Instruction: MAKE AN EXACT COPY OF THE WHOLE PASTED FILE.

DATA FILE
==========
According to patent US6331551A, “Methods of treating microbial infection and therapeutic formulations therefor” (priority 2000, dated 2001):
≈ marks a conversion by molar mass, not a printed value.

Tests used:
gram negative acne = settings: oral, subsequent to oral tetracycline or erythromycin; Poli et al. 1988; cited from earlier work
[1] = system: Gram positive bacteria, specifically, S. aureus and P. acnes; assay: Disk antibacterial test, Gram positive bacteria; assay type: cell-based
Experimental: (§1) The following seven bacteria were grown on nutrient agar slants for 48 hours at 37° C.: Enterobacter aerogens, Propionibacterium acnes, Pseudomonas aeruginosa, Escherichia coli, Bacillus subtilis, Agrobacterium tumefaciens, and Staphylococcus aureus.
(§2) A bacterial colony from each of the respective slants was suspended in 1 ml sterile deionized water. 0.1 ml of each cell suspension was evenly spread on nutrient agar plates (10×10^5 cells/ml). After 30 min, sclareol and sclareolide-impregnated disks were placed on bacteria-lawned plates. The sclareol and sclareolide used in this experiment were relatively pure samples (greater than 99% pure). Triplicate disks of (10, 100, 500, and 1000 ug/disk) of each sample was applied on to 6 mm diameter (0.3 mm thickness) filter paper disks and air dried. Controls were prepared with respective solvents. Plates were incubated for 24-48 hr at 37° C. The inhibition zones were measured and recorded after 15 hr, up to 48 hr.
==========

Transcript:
According to patent US6331551A, “Methods of treating microbial infection and therapeutic formulations therefor” (priority 2000, dated 2001):
≈ marks a conversion by molar mass, not a printed value.

Tests used:
gram negative acne = settings: oral, subsequent to oral tetracycline or erythromycin; Poli et al. 1988; cited from earlier work
[1] = system: Gram positive bacteria, specifically, S. aureus and P. acnes; assay: Disk antibacterial test, Gram positive bacteria; assay type: cell-based
Experimental: (§1) The following seven bacteria were grown on nutrient agar slants for 48 hours at 37° C.: Enterobacter aerogens, Propionibacterium acnes, Pseudomonas aeruginosa, Escherichia coli, Bacillus subtilis, Agrobacterium tumefaciens, and Staphylococcus aureus.
(§2) A bacterial colony from each of the respective slants was suspended in 1 ml sterile deionized water. 0.1 ml of each cell suspension was evenly spread on nutrient agar plates (10×10^5 cells/ml). After 30 min, sclareol and sclareolide-impregnated disks were placed on bacteria-lawned plates. The sclareol and sclareolide used in this experiment were relatively pure samples (greater than 99% pure). Triplicate disks of (10, 100, 500, and 1000 ug/disk) of each sample was applied on to 6 mm diameter (0.3 mm thickness) filter paper disks and air dried. Controls were prepared with respective solvents. Plates were incubated for 24-48 hr at 37° C. The inhibition zones were measured and recorded after 15 hr, up to 48 hr.